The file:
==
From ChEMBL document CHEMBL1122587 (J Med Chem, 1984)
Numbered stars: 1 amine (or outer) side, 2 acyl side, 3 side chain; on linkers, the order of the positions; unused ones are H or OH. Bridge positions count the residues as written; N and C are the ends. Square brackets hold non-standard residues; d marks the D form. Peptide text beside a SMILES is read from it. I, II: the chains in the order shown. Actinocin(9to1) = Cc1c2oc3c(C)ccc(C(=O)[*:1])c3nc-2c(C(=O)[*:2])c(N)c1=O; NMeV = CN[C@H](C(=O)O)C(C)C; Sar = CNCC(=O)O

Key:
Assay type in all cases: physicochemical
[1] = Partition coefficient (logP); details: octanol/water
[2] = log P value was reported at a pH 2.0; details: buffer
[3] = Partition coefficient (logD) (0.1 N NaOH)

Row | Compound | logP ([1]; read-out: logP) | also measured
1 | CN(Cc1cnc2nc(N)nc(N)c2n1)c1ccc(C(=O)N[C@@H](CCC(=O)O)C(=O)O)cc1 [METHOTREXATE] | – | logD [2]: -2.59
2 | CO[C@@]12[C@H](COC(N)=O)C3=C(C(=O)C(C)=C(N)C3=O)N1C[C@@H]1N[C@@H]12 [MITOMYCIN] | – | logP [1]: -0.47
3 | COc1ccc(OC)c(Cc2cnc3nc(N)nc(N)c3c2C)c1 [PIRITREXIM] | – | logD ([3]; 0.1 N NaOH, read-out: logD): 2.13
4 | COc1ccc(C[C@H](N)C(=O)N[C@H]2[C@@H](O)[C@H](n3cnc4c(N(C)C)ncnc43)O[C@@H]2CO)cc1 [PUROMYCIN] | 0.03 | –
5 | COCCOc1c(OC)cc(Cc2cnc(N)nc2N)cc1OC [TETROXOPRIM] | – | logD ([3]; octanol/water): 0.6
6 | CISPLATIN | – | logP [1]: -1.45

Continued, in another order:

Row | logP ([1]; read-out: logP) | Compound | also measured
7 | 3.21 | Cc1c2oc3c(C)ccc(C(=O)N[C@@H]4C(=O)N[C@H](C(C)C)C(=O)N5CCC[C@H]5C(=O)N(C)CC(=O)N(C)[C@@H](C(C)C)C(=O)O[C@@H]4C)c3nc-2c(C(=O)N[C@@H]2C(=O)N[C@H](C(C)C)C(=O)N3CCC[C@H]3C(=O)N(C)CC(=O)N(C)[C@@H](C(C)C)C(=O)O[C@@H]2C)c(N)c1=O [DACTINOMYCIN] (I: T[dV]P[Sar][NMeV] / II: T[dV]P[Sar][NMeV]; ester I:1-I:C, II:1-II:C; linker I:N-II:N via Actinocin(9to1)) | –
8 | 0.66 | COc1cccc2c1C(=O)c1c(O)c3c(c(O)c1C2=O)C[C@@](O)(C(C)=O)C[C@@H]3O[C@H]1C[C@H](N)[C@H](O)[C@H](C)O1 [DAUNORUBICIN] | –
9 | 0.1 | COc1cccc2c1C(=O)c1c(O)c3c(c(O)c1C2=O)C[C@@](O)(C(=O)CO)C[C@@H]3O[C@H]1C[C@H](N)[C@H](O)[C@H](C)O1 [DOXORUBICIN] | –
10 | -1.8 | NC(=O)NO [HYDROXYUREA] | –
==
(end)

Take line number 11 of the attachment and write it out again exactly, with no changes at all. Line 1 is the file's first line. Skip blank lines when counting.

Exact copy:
3 | COc1ccc(OC)c(Cc2cnc3nc(N)nc(N)c3c2C)c1 [PIRITREXIM] | – | logD ([3]; 0.1 N NaOH, read-out: logD): 2.13